My Body Is Not My Resume: Exploring Nursing Dress Codes - page 2
Let's talk dress code. I am certain that everyone has an opinion on this topic. We can discuss nursing whites versus colors or clogs versus gym shoes, but that is just too mundane! Let's dig deeper. ... Read More
Jan 15Don't most people get tattoos to make some sort of statement? It might have a personal meaning or an obvious message, but I always assumed - correct me if I'm wrong - the tattoo meant something to the person at some point.
If that's the case, then tattoos aren't your entire "resume", but would form part of your "personal statement".
Jan 15I work in Oncology. A good 40% of my patients color their hair pink or purple or green. This includes people currently undergoing treatment, those in remission, and those cured. If the patients are doing it, why can't I? I mean, I'm a survivor too. When I lost my hair I lost what I love about it - the volume! It grew back but never came back how it was; it was a nice, rich brown and now it is grey-brown. I'm still somewhat young - 30! - and not ready to go grey. So, I started to color it pink or purple, and green during September. Only some highlights though and not very visible when my hair is up. However, current employer is not ok with that and it bums me out.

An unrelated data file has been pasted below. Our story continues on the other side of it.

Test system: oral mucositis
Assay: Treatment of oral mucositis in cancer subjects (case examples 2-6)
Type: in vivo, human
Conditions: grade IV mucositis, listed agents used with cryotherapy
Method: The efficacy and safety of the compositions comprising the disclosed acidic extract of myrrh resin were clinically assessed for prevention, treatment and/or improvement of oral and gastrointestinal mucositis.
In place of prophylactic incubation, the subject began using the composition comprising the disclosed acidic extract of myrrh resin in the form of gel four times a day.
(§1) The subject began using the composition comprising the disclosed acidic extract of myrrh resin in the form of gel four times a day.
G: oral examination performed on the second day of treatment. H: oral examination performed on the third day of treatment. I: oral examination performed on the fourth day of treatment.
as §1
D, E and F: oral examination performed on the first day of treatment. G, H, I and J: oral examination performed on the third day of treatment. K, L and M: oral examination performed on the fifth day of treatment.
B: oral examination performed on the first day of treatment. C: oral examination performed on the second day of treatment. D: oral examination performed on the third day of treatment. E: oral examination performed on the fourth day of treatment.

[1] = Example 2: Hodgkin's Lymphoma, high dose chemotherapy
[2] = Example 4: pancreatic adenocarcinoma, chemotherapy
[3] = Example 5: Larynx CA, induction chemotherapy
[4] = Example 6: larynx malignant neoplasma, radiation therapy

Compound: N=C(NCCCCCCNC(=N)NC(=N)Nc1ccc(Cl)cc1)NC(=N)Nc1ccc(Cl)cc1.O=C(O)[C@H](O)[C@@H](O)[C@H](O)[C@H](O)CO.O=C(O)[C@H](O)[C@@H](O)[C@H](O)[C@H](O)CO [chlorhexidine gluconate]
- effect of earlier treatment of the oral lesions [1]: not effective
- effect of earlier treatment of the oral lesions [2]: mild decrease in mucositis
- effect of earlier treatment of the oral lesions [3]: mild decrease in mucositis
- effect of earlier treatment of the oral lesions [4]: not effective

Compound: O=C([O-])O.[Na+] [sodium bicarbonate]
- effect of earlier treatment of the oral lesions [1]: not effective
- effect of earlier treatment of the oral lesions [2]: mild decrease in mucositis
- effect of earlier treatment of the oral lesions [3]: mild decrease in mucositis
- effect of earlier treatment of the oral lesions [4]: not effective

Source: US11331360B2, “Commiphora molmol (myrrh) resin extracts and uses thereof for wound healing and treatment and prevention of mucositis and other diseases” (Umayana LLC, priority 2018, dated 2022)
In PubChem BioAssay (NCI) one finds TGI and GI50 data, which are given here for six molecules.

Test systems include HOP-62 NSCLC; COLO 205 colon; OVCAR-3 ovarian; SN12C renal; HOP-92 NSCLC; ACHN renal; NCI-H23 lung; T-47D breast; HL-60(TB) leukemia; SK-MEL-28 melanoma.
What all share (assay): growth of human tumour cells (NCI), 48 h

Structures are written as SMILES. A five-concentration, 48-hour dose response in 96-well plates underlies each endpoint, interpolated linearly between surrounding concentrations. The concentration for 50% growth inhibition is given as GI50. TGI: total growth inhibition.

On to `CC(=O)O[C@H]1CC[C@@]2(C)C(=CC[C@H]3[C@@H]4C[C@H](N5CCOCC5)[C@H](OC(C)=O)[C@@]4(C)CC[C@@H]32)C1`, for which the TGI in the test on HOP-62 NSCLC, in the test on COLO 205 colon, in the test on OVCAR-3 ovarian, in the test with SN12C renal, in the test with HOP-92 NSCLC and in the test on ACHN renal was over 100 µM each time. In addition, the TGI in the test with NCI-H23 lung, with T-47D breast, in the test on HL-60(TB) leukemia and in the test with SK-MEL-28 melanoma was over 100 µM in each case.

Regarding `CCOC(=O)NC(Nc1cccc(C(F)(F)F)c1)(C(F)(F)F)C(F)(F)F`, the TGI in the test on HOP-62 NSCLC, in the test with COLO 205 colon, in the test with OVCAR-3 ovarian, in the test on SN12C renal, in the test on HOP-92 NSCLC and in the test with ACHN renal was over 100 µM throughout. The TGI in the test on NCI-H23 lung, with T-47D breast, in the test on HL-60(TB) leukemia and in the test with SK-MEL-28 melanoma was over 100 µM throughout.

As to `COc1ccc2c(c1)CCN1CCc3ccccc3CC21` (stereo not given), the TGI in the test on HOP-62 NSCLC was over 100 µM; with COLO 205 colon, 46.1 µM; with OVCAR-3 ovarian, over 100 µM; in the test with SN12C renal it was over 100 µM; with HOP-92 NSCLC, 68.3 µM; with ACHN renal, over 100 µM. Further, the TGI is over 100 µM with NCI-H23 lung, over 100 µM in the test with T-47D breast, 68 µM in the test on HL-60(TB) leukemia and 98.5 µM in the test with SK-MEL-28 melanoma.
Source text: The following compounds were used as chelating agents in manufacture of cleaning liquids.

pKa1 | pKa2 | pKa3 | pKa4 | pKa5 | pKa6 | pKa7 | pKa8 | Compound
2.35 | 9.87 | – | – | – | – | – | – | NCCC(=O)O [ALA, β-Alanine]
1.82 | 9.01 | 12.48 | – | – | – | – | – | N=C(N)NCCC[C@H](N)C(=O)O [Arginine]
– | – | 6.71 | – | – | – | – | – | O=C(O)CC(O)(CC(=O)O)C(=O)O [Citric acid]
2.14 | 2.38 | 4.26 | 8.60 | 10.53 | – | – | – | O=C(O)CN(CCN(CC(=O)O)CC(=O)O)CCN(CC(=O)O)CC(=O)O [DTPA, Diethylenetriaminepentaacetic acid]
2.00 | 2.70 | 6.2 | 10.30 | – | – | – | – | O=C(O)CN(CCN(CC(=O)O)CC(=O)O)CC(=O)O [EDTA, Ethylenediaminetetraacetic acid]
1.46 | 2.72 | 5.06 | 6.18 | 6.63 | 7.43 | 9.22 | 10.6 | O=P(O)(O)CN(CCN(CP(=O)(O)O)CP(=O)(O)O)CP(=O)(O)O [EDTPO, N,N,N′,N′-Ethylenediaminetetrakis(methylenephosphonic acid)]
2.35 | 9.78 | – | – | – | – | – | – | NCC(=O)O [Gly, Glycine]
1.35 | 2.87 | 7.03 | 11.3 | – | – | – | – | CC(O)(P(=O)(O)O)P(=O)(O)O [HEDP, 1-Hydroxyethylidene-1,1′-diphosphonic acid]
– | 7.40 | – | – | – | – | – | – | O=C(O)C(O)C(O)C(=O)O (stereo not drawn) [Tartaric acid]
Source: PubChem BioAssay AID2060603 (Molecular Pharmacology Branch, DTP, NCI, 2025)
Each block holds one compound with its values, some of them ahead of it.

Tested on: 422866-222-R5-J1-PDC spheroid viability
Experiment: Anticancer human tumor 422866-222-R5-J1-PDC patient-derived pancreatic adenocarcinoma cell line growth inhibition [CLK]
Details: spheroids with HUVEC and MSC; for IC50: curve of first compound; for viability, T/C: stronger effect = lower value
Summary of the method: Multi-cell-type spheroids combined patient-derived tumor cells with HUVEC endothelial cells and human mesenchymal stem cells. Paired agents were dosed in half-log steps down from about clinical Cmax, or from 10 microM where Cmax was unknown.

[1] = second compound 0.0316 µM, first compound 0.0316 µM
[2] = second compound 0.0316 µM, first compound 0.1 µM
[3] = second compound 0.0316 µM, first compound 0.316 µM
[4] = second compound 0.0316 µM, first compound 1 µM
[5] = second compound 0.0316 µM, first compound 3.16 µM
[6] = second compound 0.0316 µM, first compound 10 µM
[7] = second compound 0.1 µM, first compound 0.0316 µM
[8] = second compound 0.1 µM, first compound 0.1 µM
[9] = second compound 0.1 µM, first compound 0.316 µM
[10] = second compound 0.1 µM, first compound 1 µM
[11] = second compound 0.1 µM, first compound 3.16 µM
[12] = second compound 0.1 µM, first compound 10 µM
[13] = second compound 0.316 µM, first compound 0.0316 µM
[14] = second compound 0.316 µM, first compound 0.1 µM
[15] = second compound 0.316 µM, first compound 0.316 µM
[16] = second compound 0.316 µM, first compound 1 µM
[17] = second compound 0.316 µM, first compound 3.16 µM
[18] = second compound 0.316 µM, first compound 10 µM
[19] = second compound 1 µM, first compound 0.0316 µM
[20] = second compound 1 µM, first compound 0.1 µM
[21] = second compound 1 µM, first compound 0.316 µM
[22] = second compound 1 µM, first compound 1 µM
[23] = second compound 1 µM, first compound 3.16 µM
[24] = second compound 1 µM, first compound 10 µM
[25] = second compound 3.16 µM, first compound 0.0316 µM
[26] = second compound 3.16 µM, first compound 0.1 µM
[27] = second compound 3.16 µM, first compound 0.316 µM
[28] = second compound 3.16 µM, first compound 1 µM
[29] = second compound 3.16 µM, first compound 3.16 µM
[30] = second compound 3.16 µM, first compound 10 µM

Jan 15Quote from ctdfmagsI get a lot of comments, all have been good so far, on the tattoos on my fingers since those are what's visible. I have one sleeve but much like you I wear a shirt under my scrub top since I'm always cold and/or a jacket. I haven't had an encounter with a family member or patient that has hated my tattoos. They always make a great conversation starter.I have two full sleeves on my arms and I will typically wear a long sleeve shirt under my scrub top or wear a light hoodie when I'm at work. (I get super cold, anyway).
I love my tattoos, and it's not that I think having tattoos in unprofessional or unacceptable in this field. However, when I am at work I am playing a role. When I'm not in my scubs, I'm an artistic 22 year old. When I am in my , I'm a medical professional.
All of my regular patients know I have tattoos though, and they'll ask to look at them and talk to me about them. And I work in geriatrics!
Quote from bugya90Same at my job, I can have visible tattoos as long as they aren't offensive. My NM has seen my sleeve & hasn't told me to cover it up but I do because I'm cold most of the time. Lol.My company's policy is visible tattoos are ok as long as they are not vulgar, racist, or sexually explicit. It is also up to manager's discretion and if they are not deemed acceptable then they must be covered. I've never heard of anyone having an issue with the policy or having to cover a tattoo due to not being appropriate. Piercings are no more than two earring per ear and you cannot wear lip, nose or eyebrow piercings at work (although I have seen managers let small nose studs slide). Policy says hair must be of natural color but again managers have let the dark purples and dark ombre colors slide, but not the bright pinks or greens.
I don't see how having tattoos and/or piercings matter. As long as I don't smell offensive & carry myself professionally, does it matter what's on my skin???